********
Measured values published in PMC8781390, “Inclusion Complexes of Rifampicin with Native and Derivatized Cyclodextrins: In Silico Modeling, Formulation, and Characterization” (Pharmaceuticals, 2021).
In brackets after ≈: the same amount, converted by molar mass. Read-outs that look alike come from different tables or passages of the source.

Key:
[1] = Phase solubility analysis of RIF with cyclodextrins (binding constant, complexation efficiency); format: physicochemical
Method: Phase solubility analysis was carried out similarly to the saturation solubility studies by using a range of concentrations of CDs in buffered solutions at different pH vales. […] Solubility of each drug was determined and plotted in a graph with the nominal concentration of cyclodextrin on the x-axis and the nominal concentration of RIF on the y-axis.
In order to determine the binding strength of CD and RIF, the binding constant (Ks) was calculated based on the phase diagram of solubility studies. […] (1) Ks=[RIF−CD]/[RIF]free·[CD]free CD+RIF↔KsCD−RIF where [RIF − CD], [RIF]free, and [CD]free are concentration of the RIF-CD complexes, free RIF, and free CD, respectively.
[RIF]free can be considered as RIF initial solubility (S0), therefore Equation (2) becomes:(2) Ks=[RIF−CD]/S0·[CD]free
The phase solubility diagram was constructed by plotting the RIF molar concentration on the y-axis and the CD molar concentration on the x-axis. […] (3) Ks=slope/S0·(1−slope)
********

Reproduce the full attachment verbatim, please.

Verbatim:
Measured values published in PMC8781390, “Inclusion Complexes of Rifampicin with Native and Derivatized Cyclodextrins: In Silico Modeling, Formulation, and Characterization” (Pharmaceuticals, 2021).
In brackets after ≈: the same amount, converted by molar mass. Read-outs that look alike come from different tables or passages of the source.

Key:
[1] = Phase solubility analysis of RIF with cyclodextrins (binding constant, complexation efficiency); format: physicochemical
Method: Phase solubility analysis was carried out similarly to the saturation solubility studies by using a range of concentrations of CDs in buffered solutions at different pH vales. […] Solubility of each drug was determined and plotted in a graph with the nominal concentration of cyclodextrin on the x-axis and the nominal concentration of RIF on the y-axis.
In order to determine the binding strength of CD and RIF, the binding constant (Ks) was calculated based on the phase diagram of solubility studies. […] (1) Ks=[RIF−CD]/[RIF]free·[CD]free CD+RIF↔KsCD−RIF where [RIF − CD], [RIF]free, and [CD]free are concentration of the RIF-CD complexes, free RIF, and free CD, respectively.
[RIF]free can be considered as RIF initial solubility (S0), therefore Equation (2) becomes:(2) Ks=[RIF−CD]/S0·[CD]free
The phase solubility diagram was constructed by plotting the RIF molar concentration on the y-axis and the CD molar concentration on the x-axis. […] (3) Ks=slope/S0·(1−slope)